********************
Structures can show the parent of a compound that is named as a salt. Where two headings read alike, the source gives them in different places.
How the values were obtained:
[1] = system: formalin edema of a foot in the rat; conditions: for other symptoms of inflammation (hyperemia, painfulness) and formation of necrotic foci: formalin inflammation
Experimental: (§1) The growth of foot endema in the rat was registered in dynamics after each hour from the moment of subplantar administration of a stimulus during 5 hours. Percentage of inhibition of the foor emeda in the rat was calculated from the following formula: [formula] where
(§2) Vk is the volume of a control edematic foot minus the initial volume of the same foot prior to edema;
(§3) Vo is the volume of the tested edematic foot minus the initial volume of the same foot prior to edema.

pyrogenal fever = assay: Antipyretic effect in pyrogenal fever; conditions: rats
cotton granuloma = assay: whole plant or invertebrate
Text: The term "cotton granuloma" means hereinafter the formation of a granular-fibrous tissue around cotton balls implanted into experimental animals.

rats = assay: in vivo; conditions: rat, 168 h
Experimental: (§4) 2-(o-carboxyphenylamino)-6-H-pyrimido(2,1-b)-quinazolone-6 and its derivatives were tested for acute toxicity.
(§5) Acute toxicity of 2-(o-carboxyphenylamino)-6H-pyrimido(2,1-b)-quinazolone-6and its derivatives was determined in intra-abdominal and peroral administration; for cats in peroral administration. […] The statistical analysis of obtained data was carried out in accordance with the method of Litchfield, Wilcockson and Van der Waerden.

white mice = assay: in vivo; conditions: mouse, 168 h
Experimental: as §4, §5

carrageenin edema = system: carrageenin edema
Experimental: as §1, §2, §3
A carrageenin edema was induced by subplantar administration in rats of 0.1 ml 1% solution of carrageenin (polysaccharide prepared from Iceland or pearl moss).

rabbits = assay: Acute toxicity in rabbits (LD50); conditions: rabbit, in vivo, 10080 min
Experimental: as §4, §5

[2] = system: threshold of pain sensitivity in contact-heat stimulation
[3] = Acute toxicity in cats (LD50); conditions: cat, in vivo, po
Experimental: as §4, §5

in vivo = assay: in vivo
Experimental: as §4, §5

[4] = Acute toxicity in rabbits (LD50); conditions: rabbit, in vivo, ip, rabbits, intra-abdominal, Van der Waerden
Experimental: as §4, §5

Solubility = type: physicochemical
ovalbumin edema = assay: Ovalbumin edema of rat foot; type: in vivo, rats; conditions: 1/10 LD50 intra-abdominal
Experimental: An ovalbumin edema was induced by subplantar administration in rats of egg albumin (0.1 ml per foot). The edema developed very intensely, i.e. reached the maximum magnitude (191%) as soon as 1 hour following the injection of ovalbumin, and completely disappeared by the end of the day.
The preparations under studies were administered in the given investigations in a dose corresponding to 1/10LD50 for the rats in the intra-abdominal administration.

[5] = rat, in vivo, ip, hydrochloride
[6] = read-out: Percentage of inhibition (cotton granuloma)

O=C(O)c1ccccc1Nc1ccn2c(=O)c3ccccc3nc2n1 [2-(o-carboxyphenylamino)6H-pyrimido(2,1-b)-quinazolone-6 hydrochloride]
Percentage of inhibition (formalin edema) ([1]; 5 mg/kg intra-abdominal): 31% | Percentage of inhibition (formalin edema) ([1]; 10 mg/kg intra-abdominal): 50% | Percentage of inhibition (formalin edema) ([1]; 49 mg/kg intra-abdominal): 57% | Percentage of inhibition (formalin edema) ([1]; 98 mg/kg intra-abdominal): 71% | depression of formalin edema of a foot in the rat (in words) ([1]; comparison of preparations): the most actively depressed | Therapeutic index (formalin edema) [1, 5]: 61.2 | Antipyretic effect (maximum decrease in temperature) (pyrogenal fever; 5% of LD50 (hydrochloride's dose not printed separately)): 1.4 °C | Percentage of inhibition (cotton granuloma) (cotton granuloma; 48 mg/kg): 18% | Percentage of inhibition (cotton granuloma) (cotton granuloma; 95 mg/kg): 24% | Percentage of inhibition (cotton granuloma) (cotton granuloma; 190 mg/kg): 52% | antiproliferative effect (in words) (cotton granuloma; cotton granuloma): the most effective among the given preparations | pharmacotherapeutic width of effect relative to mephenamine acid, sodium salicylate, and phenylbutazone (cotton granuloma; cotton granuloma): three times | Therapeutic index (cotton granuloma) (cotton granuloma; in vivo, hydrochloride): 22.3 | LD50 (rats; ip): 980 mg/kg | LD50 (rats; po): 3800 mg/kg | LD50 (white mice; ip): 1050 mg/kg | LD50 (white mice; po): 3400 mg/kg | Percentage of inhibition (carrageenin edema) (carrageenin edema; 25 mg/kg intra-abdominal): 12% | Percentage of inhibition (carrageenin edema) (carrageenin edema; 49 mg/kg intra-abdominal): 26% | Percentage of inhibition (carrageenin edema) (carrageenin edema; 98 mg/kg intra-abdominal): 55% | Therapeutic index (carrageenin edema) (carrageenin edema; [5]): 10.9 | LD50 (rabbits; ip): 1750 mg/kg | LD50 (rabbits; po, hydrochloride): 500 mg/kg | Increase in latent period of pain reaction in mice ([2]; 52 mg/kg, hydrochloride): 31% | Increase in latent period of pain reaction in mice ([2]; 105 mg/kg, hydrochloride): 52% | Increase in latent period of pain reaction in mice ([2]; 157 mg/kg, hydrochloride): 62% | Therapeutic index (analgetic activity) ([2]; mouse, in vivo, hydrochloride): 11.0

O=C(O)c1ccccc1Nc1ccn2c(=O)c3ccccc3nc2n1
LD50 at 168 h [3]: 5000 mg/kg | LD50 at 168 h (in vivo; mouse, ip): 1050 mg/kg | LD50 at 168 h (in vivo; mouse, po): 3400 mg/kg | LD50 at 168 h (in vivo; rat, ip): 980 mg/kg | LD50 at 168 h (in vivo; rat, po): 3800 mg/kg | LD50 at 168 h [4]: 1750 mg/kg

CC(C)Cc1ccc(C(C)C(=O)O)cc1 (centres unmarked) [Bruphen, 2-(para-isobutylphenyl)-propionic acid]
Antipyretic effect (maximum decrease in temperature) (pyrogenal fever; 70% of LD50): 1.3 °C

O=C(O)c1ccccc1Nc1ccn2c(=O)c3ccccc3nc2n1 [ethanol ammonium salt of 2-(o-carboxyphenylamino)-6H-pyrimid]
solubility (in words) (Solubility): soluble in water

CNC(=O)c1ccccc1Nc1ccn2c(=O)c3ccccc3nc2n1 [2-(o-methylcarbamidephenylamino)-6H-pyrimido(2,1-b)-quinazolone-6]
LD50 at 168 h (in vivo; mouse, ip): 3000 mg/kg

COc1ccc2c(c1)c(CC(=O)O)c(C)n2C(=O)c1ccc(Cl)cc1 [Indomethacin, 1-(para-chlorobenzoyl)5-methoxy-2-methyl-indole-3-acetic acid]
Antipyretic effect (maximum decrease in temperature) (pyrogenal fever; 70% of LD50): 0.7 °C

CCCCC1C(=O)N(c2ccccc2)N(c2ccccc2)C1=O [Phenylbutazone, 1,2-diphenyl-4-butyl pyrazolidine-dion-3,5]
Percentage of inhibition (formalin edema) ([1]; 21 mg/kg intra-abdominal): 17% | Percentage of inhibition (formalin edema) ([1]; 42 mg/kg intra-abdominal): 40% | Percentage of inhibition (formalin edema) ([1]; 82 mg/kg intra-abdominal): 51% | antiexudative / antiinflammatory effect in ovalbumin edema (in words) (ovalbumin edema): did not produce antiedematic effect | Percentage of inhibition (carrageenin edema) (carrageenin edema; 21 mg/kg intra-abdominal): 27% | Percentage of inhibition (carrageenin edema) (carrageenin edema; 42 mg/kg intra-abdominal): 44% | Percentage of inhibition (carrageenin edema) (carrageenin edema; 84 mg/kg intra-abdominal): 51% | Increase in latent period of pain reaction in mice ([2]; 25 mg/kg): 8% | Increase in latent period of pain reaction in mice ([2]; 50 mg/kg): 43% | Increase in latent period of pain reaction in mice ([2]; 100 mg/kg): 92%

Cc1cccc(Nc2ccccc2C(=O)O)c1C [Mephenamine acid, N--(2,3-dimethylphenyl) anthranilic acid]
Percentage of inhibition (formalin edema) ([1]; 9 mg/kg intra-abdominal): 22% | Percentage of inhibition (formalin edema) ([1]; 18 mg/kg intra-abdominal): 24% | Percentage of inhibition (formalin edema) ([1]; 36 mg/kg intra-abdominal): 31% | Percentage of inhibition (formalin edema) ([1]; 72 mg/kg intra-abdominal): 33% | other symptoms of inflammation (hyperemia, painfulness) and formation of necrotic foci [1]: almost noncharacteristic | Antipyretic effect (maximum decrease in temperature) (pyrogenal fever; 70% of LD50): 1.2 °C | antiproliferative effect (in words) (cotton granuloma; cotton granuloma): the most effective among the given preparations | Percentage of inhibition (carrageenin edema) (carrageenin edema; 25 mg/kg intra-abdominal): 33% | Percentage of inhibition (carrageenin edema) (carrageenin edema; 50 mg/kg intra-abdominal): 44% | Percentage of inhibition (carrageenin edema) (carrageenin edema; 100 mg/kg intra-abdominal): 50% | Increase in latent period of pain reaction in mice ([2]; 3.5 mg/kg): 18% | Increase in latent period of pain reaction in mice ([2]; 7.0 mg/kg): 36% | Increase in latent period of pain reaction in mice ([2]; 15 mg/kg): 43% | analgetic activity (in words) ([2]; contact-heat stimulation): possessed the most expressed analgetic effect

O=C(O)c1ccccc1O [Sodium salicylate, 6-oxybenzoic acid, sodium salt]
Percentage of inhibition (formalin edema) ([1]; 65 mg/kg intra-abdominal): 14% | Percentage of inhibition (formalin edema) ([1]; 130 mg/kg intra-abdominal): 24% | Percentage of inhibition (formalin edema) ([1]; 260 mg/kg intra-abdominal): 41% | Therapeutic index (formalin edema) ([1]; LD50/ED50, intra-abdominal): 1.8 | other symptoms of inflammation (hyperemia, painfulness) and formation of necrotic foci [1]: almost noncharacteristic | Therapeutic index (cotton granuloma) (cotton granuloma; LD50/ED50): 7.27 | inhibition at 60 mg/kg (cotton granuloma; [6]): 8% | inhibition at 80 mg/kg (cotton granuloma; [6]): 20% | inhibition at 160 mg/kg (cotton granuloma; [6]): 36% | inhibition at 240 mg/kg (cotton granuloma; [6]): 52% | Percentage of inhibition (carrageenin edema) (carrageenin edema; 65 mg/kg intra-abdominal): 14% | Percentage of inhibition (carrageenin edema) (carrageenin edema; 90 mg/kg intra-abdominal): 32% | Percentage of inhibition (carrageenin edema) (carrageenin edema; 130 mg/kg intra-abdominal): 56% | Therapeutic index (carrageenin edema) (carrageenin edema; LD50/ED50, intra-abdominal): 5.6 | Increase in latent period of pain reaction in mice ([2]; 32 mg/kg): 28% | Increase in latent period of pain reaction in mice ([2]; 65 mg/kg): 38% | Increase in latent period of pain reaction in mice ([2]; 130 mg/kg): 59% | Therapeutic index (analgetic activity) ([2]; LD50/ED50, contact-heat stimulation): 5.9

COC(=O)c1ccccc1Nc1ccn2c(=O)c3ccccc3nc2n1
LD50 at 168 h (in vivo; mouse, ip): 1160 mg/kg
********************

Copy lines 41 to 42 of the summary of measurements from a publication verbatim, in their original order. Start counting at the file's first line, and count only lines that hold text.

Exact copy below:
CNC(=O)c1ccccc1Nc1ccn2c(=O)c3ccccc3nc2n1 [2-(o-methylcarbamidephenylamino)-6H-pyrimido(2,1-b)-quinazolone-6]
LD50 at 168 h (in vivo; mouse, ip): 3000 mg/kg